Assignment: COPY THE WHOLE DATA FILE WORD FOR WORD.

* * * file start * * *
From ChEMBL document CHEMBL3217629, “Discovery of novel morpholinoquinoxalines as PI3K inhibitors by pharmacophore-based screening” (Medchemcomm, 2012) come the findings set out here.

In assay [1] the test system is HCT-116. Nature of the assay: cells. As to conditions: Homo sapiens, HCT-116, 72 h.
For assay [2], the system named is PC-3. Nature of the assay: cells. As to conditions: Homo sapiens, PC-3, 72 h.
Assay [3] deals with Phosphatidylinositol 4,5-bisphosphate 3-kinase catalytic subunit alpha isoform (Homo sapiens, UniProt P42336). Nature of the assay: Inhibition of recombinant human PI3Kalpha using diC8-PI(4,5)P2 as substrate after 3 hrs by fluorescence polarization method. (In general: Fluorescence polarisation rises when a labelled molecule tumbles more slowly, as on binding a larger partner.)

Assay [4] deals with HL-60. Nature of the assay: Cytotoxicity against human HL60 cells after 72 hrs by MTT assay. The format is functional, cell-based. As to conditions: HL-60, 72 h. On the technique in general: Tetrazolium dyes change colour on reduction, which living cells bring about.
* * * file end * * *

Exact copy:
From ChEMBL document CHEMBL3217629, “Discovery of novel morpholinoquinoxalines as PI3K inhibitors by pharmacophore-based screening” (Medchemcomm, 2012) come the findings set out here.

In assay [1] the test system is HCT-116. Nature of the assay: cells. As to conditions: Homo sapiens, HCT-116, 72 h.
For assay [2], the system named is PC-3. Nature of the assay: cells. As to conditions: Homo sapiens, PC-3, 72 h.
Assay [3] deals with Phosphatidylinositol 4,5-bisphosphate 3-kinase catalytic subunit alpha isoform (Homo sapiens, UniProt P42336). Nature of the assay: Inhibition of recombinant human PI3Kalpha using diC8-PI(4,5)P2 as substrate after 3 hrs by fluorescence polarization method. (In general: Fluorescence polarisation rises when a labelled molecule tumbles more slowly, as on binding a larger partner.)

Assay [4] deals with HL-60. Nature of the assay: Cytotoxicity against human HL60 cells after 72 hrs by MTT assay. The format is functional, cell-based. As to conditions: HL-60, 72 h. On the technique in general: Tetrazolium dyes change colour on reduction, which living cells bring about.